Customer Reviews for

Washington: A Legacy of Leadership

Average Rating 4.5
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  • Posted April 15, 2013

    This is an excellent book for students who have never been expos

    This is an excellent book for students who have never been exposed to American History. I recommend this become as a beginning point for international students who are yet t o understand the History of America and the transitions that have take place. Paul Vickery elaborates on issues that are relevant to the significance of America's role in the world today. This is the first History book i have enjoyed reading so far

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  • Posted November 28, 2011

    Review of Washington: A Legacy of Leadership

    Washington: A Legacy of Leadership by Paul Vickery & Stephen Mansfield, Thomas Nelson, Inc.: Nashville, 2011. Reviewer: Robert Marx. BookSneeze® provided me with an advance free copy of the book for review purposes.
    President George Washington, arguably more than any other person, personified exactly what an American was by establishing the model of government, helping to ensure ratification of the constitution by the states, and defending her with life, limb, and treasure. This book represents an encompassing examination of a life lived in a rough country, led by Providence, and governed under moral purity.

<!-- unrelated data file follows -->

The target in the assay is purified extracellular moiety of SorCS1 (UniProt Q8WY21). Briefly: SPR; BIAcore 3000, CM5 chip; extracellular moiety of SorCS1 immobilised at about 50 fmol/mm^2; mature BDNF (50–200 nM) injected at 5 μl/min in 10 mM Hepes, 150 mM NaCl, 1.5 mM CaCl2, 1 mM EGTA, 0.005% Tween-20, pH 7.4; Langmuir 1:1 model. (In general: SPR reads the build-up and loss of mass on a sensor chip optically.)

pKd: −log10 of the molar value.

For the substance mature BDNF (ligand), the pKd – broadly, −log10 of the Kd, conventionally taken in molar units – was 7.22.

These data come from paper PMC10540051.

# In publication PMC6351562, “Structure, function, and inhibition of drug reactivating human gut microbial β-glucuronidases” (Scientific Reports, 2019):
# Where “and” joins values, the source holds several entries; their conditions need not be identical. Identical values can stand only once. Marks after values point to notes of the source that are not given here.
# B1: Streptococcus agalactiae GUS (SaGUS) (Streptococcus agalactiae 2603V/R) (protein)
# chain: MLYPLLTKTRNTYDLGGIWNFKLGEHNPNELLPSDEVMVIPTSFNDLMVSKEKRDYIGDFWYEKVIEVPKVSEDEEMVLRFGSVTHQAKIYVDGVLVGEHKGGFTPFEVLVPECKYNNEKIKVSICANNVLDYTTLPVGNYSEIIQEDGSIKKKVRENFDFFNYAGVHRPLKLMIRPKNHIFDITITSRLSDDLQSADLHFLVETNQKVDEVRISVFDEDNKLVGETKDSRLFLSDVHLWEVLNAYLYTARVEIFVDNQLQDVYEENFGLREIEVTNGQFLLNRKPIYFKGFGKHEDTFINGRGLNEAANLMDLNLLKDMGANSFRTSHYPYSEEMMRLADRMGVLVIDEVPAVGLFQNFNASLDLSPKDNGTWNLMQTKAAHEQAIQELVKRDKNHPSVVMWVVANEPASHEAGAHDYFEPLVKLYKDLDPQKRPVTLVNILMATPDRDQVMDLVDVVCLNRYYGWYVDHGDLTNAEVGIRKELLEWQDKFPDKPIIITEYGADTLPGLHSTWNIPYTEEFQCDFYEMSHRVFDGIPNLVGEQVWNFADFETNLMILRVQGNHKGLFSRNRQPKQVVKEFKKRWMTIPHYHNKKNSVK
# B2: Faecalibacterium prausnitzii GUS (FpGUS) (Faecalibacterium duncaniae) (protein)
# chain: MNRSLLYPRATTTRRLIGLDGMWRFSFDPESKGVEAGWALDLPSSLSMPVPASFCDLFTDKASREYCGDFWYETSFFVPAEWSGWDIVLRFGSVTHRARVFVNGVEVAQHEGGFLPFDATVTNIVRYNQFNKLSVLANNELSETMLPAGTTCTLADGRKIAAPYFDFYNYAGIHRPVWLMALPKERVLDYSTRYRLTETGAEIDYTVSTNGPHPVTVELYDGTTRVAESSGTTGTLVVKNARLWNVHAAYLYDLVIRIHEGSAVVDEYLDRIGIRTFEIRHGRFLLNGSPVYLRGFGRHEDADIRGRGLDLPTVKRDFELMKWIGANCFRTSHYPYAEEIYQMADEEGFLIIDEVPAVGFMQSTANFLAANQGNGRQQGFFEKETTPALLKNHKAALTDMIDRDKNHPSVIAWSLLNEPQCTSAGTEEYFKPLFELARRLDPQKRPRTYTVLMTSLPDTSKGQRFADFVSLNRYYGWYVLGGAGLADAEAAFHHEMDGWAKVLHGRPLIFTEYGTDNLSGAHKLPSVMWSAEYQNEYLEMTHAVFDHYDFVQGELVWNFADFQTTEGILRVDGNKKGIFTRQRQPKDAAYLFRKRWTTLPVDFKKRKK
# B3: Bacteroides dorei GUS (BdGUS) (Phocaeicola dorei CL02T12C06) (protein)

Vickery & Mansfield¿s book covers the former president well, detailing major events in his life especially in the military area. Presented as a novice soldier under General Braddock, the young Colonel quickly distinguished himself as a born leader who saved many soldiers¿ lives with quick thinking. Later during the Revolutionary War, the commanding General fashioned a new army literally under the sights of a great continental one. Lessons were learned sometimes not as quickly as one would hope, but the impressive firmness of his personal resolve staid his course. Washington comported himself always according to his moral compass and trusted always in the Providence that ruled human affairs. This book serves as a valuable refresher on the time period and serves all readers as an introduction to the father of this country.

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  • Posted August 17, 2011

    Great for those interested in History and Militaria

    I received this book from Booksneeze for free in exchange for my review. I am not being paid.

    This book follows his rise up the ranks in the militia through the various battles and trials. As stated in the book, in less than one year he put in motion the process that would eventually convert his mismatched crew of men into an army able to defeat the best military in the world.